The (virtual) reality of dementia

May 10, 2019 | Health
A nursing professor at MacEwan University is taking an unconventional – and high-tech – approach to teaching her students about the nuances of an increasingly prevalent disorder.

Lisa McKendrick-Calder, an assistant professor in MacEwan’s Bachelor of Science in Nursing program, has begun using a virtual reality app, designed by Alzheimer’s UK, to give students a firsthand perspective on what it’s like to live with dementia. After strapping on virtual reality goggles, the students view three videos from the perspective of a character named Mary, a woman living with dementia. Through Mary’s own point of view, they see her try to carry out everyday tasks, like grocery shopping and preparing tea for her family, and how the disorientation, memory loss and sensory discomfort that come with dementia makes these tasks challenging.

Lisa has used the app in two different classes: a fourth-year course on chronic disease, and a first-year course on communication.

“The fourth-year students already had an understanding of what dementia is and what the symptoms look like from a textbook perspective, so what I was looking for was an immersive experience that would make them really think about what it's like to live with it dementia, and what those patients need from us.”

The objective for the first-year class is slightly different, but still centred on an empathetic view of an often-misunderstood condition. “I realized it might be a beneficial learning experience for our first-year students’ communications course, because the app makes you ask yourself, how would I communicate with Mary? How does she communicate what she needs?”

So far, the results have been positive.

“I did a qualitative research study that looked at dementia knowledge and attitude before and after the VR experience,” says Lisa. “Almost all students say it was an effective way to learn about dementia. Even students who have worked with patients with dementia found that they learned from the experience.”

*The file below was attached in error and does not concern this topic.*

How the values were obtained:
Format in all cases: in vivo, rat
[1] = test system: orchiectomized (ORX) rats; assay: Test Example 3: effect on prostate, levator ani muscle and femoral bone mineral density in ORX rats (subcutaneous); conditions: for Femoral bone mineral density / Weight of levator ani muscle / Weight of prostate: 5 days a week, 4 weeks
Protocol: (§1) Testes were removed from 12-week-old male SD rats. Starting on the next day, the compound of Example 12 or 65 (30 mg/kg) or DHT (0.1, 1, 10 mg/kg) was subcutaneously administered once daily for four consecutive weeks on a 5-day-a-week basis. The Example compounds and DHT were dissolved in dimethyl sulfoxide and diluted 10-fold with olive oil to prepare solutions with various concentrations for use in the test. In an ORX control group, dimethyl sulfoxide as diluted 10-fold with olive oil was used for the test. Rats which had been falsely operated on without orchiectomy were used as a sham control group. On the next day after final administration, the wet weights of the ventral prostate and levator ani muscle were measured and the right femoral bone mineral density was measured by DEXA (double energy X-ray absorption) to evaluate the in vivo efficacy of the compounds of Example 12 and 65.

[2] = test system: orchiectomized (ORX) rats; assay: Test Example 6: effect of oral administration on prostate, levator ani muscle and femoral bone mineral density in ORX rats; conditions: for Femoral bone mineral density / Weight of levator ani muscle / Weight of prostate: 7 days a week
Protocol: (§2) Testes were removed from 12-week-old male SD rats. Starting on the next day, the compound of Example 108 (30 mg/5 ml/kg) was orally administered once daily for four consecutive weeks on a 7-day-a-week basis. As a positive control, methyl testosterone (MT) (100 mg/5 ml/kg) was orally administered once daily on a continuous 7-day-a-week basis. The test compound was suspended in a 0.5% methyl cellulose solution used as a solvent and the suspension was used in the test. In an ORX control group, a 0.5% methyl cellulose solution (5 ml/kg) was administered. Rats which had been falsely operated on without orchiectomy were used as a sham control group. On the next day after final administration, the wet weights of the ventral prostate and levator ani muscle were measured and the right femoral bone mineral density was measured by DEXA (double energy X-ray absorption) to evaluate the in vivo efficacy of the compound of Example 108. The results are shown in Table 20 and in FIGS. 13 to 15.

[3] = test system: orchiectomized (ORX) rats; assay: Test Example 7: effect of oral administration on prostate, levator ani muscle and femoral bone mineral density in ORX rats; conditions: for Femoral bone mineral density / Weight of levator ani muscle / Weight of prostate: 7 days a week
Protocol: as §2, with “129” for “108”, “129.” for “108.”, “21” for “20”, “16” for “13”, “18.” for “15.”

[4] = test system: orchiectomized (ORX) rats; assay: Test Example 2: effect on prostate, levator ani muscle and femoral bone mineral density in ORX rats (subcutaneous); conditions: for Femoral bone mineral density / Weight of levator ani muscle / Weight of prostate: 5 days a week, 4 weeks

The study may have broader implications. Cases of dementia are on a sharp rise, but despite that, there are still misconceptions about the condition (for example, many people don’t know that one of the symptoms is sensory impairments related to vision and hearing), and it remains an area that requires more specialized nurses. Lisa hopes that by shedding more light on the disorder, more students become interested in working in that field.

“Research has shown that many nurses still don't have adequate knowledge or appropriate attitudes towards caring for someone with dementia. Couple that with this huge expected increase in the number of patients with dementia, and it just seems worth tackling in any way I can. I’m hoping it might inspire my students to take a long-term interest in the area.”

For now, Lisa sees the potential for the VR experience to have an immediate impact on her students’ lives and practice. “Even though they may not specialize in dementia care , this perspective is useful for anyone working in long-term care. And really, their experience with dementia might not come from being a nurse – they may have a family member with dementia who they need to help care for some day, so I hope they walk away with a broader perspective of what dementia is like.”

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